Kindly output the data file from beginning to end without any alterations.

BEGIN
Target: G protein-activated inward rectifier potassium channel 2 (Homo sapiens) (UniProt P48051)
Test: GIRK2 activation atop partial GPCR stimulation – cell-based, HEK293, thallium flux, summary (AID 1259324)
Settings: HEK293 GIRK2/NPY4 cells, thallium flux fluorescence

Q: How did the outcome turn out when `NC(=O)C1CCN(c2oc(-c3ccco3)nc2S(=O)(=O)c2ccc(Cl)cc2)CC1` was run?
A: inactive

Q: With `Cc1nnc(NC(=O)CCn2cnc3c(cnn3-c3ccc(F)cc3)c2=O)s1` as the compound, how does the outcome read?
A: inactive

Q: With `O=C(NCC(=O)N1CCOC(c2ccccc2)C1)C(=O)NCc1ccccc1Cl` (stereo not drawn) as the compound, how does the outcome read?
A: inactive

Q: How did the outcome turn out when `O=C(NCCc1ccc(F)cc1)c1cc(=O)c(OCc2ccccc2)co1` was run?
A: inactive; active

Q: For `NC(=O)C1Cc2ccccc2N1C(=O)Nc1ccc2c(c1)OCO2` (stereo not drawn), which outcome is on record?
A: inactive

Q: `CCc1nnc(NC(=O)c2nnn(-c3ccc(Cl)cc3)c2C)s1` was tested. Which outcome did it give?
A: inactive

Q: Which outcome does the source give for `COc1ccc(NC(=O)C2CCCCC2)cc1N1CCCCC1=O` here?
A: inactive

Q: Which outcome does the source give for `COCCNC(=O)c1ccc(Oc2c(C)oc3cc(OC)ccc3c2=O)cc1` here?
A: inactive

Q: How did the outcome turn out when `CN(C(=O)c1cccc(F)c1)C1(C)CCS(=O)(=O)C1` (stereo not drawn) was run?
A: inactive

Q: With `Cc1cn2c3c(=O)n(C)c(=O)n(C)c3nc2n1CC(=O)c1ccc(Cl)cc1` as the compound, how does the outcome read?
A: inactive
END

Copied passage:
Target: G protein-activated inward rectifier potassium channel 2 (Homo sapiens) (UniProt P48051)
Test: GIRK2 activation atop partial GPCR stimulation – cell-based, HEK293, thallium flux, summary (AID 1259324)
Settings: HEK293 GIRK2/NPY4 cells, thallium flux fluorescence

Q: How did the outcome turn out when `NC(=O)C1CCN(c2oc(-c3ccco3)nc2S(=O)(=O)c2ccc(Cl)cc2)CC1` was run?
A: inactive

Q: With `Cc1nnc(NC(=O)CCn2cnc3c(cnn3-c3ccc(F)cc3)c2=O)s1` as the compound, how does the outcome read?
A: inactive

Q: With `O=C(NCC(=O)N1CCOC(c2ccccc2)C1)C(=O)NCc1ccccc1Cl` (stereo not drawn) as the compound, how does the outcome read?
A: inactive

Q: How did the outcome turn out when `O=C(NCCc1ccc(F)cc1)c1cc(=O)c(OCc2ccccc2)co1` was run?
A: inactive; active

Q: For `NC(=O)C1Cc2ccccc2N1C(=O)Nc1ccc2c(c1)OCO2` (stereo not drawn), which outcome is on record?
A: inactive

Q: `CCc1nnc(NC(=O)c2nnn(-c3ccc(Cl)cc3)c2C)s1` was tested. Which outcome did it give?
A: inactive

Q: Which outcome does the source give for `COc1ccc(NC(=O)C2CCCCC2)cc1N1CCCCC1=O` here?
A: inactive

Q: Which outcome does the source give for `COCCNC(=O)c1ccc(Oc2c(C)oc3cc(OC)ccc3c2=O)cc1` here?
A: inactive

Q: How did the outcome turn out when `CN(C(=O)c1cccc(F)c1)C1(C)CCS(=O)(=O)C1` (stereo not drawn) was run?
A: inactive

Q: With `Cc1cn2c3c(=O)n(C)c(=O)n(C)c3nc2n1CC(=O)c1ccc(Cl)cc1` as the compound, how does the outcome read?
A: inactive